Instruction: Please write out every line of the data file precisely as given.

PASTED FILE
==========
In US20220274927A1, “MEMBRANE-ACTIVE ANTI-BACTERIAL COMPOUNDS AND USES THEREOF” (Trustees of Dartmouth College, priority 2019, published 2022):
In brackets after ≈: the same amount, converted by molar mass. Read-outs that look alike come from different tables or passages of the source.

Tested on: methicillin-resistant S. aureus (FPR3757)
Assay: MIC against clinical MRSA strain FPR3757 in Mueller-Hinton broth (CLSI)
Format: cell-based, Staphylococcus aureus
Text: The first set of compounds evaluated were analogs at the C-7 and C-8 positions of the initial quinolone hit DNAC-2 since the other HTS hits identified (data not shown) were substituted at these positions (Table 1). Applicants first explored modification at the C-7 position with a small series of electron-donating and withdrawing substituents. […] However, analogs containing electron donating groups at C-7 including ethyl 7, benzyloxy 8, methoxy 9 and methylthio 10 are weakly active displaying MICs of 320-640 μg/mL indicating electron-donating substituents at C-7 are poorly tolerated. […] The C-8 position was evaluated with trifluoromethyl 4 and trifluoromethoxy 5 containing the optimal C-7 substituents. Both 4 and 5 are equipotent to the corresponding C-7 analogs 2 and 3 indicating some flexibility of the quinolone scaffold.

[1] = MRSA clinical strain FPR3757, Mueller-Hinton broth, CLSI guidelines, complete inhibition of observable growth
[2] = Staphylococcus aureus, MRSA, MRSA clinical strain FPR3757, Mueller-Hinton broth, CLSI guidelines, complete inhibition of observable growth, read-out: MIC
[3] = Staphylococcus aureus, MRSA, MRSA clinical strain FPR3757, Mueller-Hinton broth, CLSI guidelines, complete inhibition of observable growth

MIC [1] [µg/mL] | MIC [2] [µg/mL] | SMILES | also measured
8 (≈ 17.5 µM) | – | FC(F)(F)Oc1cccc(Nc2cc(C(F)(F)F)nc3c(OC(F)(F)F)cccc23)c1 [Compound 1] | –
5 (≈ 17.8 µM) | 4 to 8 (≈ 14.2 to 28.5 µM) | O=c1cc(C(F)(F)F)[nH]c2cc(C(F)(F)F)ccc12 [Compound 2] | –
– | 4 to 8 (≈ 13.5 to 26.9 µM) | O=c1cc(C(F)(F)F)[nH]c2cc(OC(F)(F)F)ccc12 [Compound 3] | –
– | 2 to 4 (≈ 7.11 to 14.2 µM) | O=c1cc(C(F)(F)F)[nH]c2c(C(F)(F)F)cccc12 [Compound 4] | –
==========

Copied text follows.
In US20220274927A1, “MEMBRANE-ACTIVE ANTI-BACTERIAL COMPOUNDS AND USES THEREOF” (Trustees of Dartmouth College, priority 2019, published 2022):
In brackets after ≈: the same amount, converted by molar mass. Read-outs that look alike come from different tables or passages of the source.

Tested on: methicillin-resistant S. aureus (FPR3757)
Assay: MIC against clinical MRSA strain FPR3757 in Mueller-Hinton broth (CLSI)
Format: cell-based, Staphylococcus aureus
Text: The first set of compounds evaluated were analogs at the C-7 and C-8 positions of the initial quinolone hit DNAC-2 since the other HTS hits identified (data not shown) were substituted at these positions (Table 1). Applicants first explored modification at the C-7 position with a small series of electron-donating and withdrawing substituents. […] However, analogs containing electron donating groups at C-7 including ethyl 7, benzyloxy 8, methoxy 9 and methylthio 10 are weakly active displaying MICs of 320-640 μg/mL indicating electron-donating substituents at C-7 are poorly tolerated. […] The C-8 position was evaluated with trifluoromethyl 4 and trifluoromethoxy 5 containing the optimal C-7 substituents. Both 4 and 5 are equipotent to the corresponding C-7 analogs 2 and 3 indicating some flexibility of the quinolone scaffold.

[1] = MRSA clinical strain FPR3757, Mueller-Hinton broth, CLSI guidelines, complete inhibition of observable growth
[2] = Staphylococcus aureus, MRSA, MRSA clinical strain FPR3757, Mueller-Hinton broth, CLSI guidelines, complete inhibition of observable growth, read-out: MIC
[3] = Staphylococcus aureus, MRSA, MRSA clinical strain FPR3757, Mueller-Hinton broth, CLSI guidelines, complete inhibition of observable growth

MIC [1] [µg/mL] | MIC [2] [µg/mL] | SMILES | also measured
8 (≈ 17.5 µM) | – | FC(F)(F)Oc1cccc(Nc2cc(C(F)(F)F)nc3c(OC(F)(F)F)cccc23)c1 [Compound 1] | –
5 (≈ 17.8 µM) | 4 to 8 (≈ 14.2 to 28.5 µM) | O=c1cc(C(F)(F)F)[nH]c2cc(C(F)(F)F)ccc12 [Compound 2] | –
– | 4 to 8 (≈ 13.5 to 26.9 µM) | O=c1cc(C(F)(F)F)[nH]c2cc(OC(F)(F)F)ccc12 [Compound 3] | –
– | 2 to 4 (≈ 7.11 to 14.2 µM) | O=c1cc(C(F)(F)F)[nH]c2c(C(F)(F)F)cccc12 [Compound 4] | –